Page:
Document Detail

Sensory processing, problem behavior, adaptive behavior, and cognition in preschool children with autism spectrum disorders.
MedLine Citation:
PMID:  22917125     Owner:  NLM     Status:  In-Data-Review    
OBJECTIVE. This retrospective study explored sensory processing characteristics in preschool-age children with autism spectrum disorders (ASD); the relationships between sensory processing and problem behavior, adaptive behavior, and cognitive function; and the differences in sensory processing between two subgroups (autism and pervasive developmental disorder-not otherwise specified). METHOD. Study measures included the Short Sensory Profile (SSP), Aberrant Behavior Checklist-Community, Vineland Adaptive Behavior Scales, and Mullen Scales of Early Learning. RESULTS. Most of the children with ASD had sensory processing challenges, and a significant relationship was found between SSP total scores and problem behavior scores; however, no significant relationships were found between SSP total scores and adaptive behavior and cognitive functioning. Although all the children had low Vineland scores, approximately one-quarter of the children had typical SSP scores. No significant differences in SSP scores were found between the subgroups. CONCLUSION. The findings highlight the importance of comprehensive evaluations for children with ASD.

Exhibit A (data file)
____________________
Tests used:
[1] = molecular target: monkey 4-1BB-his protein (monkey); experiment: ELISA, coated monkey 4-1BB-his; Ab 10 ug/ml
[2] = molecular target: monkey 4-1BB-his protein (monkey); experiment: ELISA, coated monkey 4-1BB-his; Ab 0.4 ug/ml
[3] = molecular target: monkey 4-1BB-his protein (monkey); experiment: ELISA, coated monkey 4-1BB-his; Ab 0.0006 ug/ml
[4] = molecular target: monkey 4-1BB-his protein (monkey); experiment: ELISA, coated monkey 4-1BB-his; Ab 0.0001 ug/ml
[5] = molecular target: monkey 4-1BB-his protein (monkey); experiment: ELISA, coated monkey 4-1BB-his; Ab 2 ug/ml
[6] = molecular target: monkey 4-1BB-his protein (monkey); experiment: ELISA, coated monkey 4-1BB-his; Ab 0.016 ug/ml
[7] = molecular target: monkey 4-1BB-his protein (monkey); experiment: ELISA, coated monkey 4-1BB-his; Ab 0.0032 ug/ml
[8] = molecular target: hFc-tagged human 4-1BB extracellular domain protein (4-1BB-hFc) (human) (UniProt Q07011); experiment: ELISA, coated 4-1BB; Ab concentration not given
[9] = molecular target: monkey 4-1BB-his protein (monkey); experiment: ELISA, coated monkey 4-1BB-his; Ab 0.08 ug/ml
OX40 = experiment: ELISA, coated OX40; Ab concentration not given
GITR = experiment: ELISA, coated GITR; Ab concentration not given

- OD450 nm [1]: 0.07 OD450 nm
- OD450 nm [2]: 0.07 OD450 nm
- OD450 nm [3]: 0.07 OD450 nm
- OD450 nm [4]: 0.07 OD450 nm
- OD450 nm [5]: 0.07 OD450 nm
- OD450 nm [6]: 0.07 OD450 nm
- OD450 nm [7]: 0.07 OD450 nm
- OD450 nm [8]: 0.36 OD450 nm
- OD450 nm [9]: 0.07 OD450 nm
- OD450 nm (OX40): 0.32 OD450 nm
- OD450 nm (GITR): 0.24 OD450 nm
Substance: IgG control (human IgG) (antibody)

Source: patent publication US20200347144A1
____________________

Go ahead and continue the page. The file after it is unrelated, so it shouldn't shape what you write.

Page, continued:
Shelley O'Donnell; Jean Deitz; Deborah Kartin; Theresa Nalty; Geraldine Dawson
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Publication Detail:
Type:  Journal Article    
Journal Detail:
Title:  The American journal of occupational therapy : official publication of the American Occupational Therapy Association     Volume:  66     ISSN:  1943-7676     ISO Abbreviation:  Am J Occup Ther     Publication Date:  2012 Sep 
Date Detail:
Created Date:  2012-08-24     Completed Date:  -     Revised Date:  -    
Medline Journal Info:
Nlm Unique ID:  7705978     Medline TA:  Am J Occup Ther     Country:  United States    
Other Details:
Languages:  eng     Pagination:  586-94     Citation Subset:  IM    
Copyright Information:
Copyright © 2012 by the American Occupational Therapy Association, Inc.
Shelley O'Donnell, MS, OTR/L, is Director, Seattle Therapy Services, 2517 Eastlake Avenue East, Suite 102, Seattle, WA 98102; At the time of this study, she was MS Student, Rehabilitation Science Program, University of Washington, Seattle, and Occupational Therapist at the University of Washington Autism Center, Seattle.
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